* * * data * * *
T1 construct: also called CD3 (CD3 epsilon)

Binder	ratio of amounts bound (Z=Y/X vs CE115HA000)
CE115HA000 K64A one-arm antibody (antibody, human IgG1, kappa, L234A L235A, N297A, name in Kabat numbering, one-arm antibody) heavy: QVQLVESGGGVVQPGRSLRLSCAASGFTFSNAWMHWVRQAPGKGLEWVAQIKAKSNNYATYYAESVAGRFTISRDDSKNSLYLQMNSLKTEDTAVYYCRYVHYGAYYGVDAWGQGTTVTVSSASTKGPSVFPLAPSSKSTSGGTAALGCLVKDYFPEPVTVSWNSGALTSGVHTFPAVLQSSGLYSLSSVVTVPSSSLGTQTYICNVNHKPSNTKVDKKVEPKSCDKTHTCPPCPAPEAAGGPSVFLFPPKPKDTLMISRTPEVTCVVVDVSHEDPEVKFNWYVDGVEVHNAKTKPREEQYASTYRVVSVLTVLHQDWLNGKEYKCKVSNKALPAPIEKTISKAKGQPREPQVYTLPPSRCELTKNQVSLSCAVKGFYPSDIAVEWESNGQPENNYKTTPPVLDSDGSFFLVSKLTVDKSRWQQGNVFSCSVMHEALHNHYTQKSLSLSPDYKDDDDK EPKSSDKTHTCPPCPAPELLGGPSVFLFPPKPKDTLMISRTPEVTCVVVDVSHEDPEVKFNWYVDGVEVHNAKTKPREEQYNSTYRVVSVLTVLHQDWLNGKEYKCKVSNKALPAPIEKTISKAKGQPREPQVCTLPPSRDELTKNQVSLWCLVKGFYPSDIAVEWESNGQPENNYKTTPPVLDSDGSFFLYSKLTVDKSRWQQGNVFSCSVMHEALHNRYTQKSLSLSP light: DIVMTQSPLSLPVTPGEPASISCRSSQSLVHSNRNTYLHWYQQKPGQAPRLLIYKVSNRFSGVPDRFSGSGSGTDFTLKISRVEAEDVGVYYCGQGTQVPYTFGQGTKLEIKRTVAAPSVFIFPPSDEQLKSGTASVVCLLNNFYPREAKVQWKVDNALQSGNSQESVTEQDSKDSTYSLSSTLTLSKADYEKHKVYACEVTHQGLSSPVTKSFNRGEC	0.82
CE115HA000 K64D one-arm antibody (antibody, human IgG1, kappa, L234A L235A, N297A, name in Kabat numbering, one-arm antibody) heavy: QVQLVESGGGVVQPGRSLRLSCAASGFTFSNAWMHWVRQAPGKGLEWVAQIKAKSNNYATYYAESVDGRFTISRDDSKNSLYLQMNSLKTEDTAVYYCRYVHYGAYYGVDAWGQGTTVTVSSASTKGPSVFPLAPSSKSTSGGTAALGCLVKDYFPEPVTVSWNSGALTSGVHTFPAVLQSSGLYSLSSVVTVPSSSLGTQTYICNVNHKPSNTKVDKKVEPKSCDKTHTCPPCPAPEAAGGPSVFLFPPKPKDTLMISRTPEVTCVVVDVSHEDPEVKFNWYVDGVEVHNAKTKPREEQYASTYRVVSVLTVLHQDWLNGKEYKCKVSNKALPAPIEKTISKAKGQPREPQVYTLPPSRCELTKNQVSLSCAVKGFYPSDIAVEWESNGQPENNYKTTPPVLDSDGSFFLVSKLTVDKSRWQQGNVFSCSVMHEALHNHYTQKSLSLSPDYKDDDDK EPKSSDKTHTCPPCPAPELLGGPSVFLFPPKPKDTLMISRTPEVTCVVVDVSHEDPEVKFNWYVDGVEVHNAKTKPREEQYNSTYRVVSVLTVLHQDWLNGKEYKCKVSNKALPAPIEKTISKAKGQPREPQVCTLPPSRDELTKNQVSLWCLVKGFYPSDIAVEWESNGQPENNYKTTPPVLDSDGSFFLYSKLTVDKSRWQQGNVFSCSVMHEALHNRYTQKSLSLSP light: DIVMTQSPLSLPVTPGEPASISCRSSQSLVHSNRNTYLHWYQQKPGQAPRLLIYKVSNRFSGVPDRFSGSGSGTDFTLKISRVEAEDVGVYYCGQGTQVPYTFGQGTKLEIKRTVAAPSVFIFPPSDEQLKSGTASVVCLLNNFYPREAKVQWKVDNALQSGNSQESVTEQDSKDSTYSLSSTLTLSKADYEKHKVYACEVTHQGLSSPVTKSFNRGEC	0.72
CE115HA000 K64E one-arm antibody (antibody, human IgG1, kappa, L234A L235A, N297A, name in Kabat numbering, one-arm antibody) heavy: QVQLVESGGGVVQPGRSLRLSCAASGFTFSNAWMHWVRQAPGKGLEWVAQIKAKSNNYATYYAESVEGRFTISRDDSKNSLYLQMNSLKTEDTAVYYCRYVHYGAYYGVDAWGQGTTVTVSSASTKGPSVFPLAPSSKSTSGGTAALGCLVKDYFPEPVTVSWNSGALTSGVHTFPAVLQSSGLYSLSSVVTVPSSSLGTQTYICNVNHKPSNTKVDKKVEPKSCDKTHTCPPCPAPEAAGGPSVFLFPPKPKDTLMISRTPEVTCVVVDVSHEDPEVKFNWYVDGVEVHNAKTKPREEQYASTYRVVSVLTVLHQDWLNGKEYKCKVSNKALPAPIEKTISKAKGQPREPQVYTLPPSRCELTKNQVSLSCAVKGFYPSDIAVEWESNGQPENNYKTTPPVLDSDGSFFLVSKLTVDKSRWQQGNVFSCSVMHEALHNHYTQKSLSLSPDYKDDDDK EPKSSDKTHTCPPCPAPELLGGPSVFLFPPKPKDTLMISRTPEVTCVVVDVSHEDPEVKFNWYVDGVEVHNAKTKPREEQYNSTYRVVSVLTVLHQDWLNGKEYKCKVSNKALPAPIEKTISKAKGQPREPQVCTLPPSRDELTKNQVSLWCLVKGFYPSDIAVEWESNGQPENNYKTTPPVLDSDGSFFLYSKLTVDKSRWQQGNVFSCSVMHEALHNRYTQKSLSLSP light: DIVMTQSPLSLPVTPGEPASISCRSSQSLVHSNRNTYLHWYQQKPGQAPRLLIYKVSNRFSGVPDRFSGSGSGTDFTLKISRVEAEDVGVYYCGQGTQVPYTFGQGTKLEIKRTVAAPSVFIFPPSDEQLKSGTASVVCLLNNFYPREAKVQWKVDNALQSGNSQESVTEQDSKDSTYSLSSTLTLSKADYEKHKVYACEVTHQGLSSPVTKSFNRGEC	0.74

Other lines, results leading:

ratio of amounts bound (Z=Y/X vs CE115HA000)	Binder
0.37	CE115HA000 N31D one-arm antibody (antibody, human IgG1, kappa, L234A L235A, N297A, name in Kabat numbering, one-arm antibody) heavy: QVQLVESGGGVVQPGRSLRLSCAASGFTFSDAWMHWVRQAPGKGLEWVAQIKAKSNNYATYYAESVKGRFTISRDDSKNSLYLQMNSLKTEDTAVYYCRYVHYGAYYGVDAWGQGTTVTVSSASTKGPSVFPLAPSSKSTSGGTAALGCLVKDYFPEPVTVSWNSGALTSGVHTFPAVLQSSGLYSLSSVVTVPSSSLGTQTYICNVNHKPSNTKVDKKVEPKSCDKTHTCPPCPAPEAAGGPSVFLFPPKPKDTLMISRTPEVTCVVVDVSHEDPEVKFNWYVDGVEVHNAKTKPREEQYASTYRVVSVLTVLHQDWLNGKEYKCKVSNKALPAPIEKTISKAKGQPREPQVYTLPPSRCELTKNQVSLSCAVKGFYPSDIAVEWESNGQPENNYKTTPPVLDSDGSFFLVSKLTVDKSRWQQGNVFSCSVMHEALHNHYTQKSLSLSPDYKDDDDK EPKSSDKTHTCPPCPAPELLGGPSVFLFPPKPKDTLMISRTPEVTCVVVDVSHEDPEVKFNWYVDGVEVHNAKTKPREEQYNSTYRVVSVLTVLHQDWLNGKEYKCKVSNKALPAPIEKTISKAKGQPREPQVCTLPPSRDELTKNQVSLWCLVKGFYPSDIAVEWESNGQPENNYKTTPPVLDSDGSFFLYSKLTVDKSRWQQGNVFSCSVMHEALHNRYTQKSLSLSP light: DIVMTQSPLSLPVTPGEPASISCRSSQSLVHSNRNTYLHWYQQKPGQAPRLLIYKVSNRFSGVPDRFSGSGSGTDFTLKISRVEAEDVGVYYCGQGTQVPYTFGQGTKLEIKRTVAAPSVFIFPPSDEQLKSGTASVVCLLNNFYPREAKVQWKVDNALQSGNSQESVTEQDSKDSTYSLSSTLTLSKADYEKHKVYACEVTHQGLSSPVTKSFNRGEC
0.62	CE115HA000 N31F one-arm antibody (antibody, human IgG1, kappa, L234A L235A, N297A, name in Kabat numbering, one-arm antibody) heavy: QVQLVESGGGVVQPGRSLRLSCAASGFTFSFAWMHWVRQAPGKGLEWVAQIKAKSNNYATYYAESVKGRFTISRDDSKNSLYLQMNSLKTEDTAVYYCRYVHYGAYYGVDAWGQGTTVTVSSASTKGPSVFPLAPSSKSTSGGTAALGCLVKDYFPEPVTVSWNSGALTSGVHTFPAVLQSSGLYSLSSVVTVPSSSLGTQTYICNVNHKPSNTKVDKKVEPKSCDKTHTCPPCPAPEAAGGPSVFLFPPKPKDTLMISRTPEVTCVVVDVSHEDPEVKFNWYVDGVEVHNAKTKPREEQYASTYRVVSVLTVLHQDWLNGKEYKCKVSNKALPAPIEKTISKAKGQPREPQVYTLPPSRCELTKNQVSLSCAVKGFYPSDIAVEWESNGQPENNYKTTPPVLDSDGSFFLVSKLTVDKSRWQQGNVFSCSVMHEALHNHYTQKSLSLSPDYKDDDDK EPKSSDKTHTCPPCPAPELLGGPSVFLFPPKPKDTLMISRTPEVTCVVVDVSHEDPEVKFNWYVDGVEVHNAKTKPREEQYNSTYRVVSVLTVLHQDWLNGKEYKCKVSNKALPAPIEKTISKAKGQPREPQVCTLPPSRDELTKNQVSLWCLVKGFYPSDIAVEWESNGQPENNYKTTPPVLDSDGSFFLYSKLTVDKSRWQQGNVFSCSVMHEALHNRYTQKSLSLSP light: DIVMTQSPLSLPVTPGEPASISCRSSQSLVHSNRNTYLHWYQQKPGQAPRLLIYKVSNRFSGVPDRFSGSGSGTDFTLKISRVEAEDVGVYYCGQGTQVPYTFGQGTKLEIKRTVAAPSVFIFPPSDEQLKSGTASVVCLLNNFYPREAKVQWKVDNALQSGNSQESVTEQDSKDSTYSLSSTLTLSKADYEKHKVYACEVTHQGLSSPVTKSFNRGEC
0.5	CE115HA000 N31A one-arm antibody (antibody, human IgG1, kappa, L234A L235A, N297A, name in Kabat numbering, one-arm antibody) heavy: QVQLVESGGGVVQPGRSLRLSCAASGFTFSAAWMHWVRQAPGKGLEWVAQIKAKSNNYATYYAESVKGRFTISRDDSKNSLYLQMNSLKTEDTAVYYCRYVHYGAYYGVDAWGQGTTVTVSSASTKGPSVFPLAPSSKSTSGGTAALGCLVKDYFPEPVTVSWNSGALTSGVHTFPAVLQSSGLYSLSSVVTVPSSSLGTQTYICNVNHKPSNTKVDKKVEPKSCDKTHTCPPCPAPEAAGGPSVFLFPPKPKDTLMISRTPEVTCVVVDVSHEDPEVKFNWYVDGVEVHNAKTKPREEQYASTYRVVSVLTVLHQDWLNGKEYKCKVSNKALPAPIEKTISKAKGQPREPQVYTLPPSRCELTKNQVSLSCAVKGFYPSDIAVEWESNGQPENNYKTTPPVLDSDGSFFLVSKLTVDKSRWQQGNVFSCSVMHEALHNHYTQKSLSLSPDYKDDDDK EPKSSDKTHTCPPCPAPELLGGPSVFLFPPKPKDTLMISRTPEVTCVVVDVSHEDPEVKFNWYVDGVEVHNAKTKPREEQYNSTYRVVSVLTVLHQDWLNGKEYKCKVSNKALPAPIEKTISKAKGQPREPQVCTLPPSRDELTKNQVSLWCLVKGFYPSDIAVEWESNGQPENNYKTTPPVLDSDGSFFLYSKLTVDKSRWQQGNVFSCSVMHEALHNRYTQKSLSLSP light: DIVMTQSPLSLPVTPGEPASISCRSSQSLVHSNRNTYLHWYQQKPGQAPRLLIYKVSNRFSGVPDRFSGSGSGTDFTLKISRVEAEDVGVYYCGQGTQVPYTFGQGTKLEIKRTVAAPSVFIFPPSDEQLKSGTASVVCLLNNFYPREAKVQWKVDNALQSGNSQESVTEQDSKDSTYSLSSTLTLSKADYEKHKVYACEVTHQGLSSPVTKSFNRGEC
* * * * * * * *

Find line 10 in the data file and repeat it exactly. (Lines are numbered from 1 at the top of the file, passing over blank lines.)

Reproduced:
0.5	CE115HA000 N31A one-arm antibody (antibody, human IgG1, kappa, L234A L235A, N297A, name in Kabat numbering, one-arm antibody) heavy: QVQLVESGGGVVQPGRSLRLSCAASGFTFSAAWMHWVRQAPGKGLEWVAQIKAKSNNYATYYAESVKGRFTISRDDSKNSLYLQMNSLKTEDTAVYYCRYVHYGAYYGVDAWGQGTTVTVSSASTKGPSVFPLAPSSKSTSGGTAALGCLVKDYFPEPVTVSWNSGALTSGVHTFPAVLQSSGLYSLSSVVTVPSSSLGTQTYICNVNHKPSNTKVDKKVEPKSCDKTHTCPPCPAPEAAGGPSVFLFPPKPKDTLMISRTPEVTCVVVDVSHEDPEVKFNWYVDGVEVHNAKTKPREEQYASTYRVVSVLTVLHQDWLNGKEYKCKVSNKALPAPIEKTISKAKGQPREPQVYTLPPSRCELTKNQVSLSCAVKGFYPSDIAVEWESNGQPENNYKTTPPVLDSDGSFFLVSKLTVDKSRWQQGNVFSCSVMHEALHNHYTQKSLSLSPDYKDDDDK EPKSSDKTHTCPPCPAPELLGGPSVFLFPPKPKDTLMISRTPEVTCVVVDVSHEDPEVKFNWYVDGVEVHNAKTKPREEQYNSTYRVVSVLTVLHQDWLNGKEYKCKVSNKALPAPIEKTISKAKGQPREPQVCTLPPSRDELTKNQVSLWCLVKGFYPSDIAVEWESNGQPENNYKTTPPVLDSDGSFFLYSKLTVDKSRWQQGNVFSCSVMHEALHNRYTQKSLSLSP light: DIVMTQSPLSLPVTPGEPASISCRSSQSLVHSNRNTYLHWYQQKPGQAPRLLIYKVSNRFSGVPDRFSGSGSGTDFTLKISRVEAEDVGVYYCGQGTQVPYTFGQGTKLEIKRTVAAPSVFIFPPSDEQLKSGTASVVCLLNNFYPREAKVQWKVDNALQSGNSQESVTEQDSKDSTYSLSSTLTLSKADYEKHKVYACEVTHQGLSSPVTKSFNRGEC